A couple of weeks ago, Walmart made waves for the first time since it opened its first store in America by announcing that it would be adding women’s apparel and clothing to its existing retail business.
In the process, it unveiled an assortment of new women’s clothes and accessories for men, including dresses and skirts.
Walmart has been a pioneer in the women’s department since its debut, opening its first women’s store in Los Angeles in 1995, which was followed by stores in New York, Chicago, San Francisco, and Seattle.
But the retailer has always struggled with women’s shopping habits.
In 2014, for instance, Walmart’s largest U.S. store was a mere two miles from a women’s shelter in Brooklyn, Brooklyn, where more than 200 homeless women were housed.
The company’s sales declined as more women were forced out of Walmart’s workforce, leading to the closures of its largest stores in 2012 and 2013.
At the time, Walmart CEO Doug McMillon told a congressional hearing that the company needed to be more proactive with its outreach efforts to women.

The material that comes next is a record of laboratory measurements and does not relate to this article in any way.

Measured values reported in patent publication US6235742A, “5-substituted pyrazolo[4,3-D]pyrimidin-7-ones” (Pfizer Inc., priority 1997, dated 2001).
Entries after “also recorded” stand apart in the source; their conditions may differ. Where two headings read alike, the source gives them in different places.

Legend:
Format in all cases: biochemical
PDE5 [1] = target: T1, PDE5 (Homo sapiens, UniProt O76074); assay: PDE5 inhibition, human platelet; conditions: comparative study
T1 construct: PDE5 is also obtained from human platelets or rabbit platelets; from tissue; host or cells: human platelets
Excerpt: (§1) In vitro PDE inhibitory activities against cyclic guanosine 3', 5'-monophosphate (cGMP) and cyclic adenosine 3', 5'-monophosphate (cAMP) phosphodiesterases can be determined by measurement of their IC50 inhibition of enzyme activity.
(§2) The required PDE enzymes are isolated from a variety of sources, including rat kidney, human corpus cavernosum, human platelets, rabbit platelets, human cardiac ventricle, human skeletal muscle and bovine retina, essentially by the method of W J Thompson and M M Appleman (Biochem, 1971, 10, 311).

But while Walmart has made strides in improving its female shopping experience, it’s still a long way from women’s empowerment.
“Walmart is a company that’s had a pretty difficult history with women, with women of color, and women of all backgrounds,” Margaret Behar, who runs the non-profit group Everyday Feminism, told the Huffington Post in January.
“And I think Walmart is really going to have to do a better job with women and people of color and women.”
In January, Walmart also unveiled a line of accessories for women called the Women’s Fashion Collection.
The collection was designed to be “inspired by a global collection of women’s accessories, featuring high-end and affordable pieces,” Walmart said at the time.
Walmart added a line for men and women that includes leather and lace shoes, dresses, and hats.
Walmart, for its part, also announced plans to start a women-focused fashion and lifestyle retailer called ShopYourBeauty.com in 2018.
Walmart was also criticized by feminists after the company’s women-led strategy to help women transition into their 20s was seen as a way to limit their options.
The women’s rights group Everyday Sexism is urging Walmart to make strides in gender-neutral products.
If Walmart can’t find the right women’s products for its female customers, Everyday Feminists said, it will “end up looking like the retailer that has the worst experience with women.”